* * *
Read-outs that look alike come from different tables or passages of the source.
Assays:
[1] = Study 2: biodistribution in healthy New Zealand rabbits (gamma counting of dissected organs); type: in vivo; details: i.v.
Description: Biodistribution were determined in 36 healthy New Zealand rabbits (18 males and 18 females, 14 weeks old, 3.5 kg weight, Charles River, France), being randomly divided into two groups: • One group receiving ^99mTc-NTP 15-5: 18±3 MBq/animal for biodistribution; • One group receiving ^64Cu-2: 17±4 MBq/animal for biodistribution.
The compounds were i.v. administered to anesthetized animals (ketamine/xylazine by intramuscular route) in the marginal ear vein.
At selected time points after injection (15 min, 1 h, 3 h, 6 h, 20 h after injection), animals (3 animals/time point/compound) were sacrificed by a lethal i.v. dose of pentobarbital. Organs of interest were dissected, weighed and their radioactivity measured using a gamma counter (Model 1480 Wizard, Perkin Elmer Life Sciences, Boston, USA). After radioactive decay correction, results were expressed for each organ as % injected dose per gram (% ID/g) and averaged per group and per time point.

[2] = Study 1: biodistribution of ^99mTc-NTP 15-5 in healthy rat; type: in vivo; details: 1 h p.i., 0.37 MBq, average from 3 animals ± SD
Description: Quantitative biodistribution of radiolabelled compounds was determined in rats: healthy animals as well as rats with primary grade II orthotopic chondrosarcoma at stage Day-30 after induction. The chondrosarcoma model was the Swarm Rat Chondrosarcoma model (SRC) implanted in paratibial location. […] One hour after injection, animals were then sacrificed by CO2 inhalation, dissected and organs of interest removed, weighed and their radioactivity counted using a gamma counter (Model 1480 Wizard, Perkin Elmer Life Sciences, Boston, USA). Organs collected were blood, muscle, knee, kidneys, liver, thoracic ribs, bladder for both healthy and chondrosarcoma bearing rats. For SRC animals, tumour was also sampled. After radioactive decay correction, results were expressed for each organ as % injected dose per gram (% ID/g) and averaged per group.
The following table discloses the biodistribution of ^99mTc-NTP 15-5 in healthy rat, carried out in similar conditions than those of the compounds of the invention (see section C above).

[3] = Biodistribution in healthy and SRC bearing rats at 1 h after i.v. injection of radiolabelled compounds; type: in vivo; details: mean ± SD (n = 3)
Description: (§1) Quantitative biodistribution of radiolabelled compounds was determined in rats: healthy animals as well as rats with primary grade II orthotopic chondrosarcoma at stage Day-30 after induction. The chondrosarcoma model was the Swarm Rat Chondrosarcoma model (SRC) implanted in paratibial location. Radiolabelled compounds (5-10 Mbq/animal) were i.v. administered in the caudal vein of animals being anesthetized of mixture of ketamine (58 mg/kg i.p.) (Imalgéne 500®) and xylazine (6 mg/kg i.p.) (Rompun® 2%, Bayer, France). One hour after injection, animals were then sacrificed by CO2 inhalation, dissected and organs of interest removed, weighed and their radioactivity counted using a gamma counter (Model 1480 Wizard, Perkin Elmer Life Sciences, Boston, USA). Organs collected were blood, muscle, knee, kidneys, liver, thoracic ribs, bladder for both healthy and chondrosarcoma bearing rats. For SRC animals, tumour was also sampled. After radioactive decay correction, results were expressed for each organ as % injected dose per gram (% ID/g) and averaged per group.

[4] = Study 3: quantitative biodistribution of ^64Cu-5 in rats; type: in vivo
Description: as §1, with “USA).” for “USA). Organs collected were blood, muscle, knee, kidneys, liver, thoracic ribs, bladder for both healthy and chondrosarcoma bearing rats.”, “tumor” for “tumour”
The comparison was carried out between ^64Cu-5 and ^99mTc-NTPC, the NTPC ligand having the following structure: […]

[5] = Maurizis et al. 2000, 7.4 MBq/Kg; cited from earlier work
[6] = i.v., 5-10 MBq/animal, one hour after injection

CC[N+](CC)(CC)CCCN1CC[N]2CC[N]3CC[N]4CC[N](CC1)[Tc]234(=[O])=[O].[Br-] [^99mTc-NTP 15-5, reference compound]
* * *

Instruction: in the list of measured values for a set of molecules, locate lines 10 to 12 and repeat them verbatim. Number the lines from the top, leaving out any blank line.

[3] = Biodistribution in healthy and SRC bearing rats at 1 h after i.v. injection of radiolabelled compounds; type: in vivo; details: mean ± SD (n = 3)
Description: (§1) Quantitative biodistribution of radiolabelled compounds was determined in rats: healthy animals as well as rats with primary grade II orthotopic chondrosarcoma at stage Day-30 after induction. The chondrosarcoma model was the Swarm Rat Chondrosarcoma model (SRC) implanted in paratibial location. Radiolabelled compounds (5-10 Mbq/animal) were i.v. administered in the caudal vein of animals being anesthetized of mixture of ketamine (58 mg/kg i.p.) (Imalgéne 500®) and xylazine (6 mg/kg i.p.) (Rompun® 2%, Bayer, France). One hour after injection, animals were then sacrificed by CO2 inhalation, dissected and organs of interest removed, weighed and their radioactivity counted using a gamma counter (Model 1480 Wizard, Perkin Elmer Life Sciences, Boston, USA). Organs collected were blood, muscle, knee, kidneys, liver, thoracic ribs, bladder for both healthy and chondrosarcoma bearing rats. For SRC animals, tumour was also sampled. After radioactive decay correction, results were expressed for each organ as % injected dose per gram (% ID/g) and averaged per group.

[4] = Study 3: quantitative biodistribution of ^64Cu-5 in rats; type: in vivo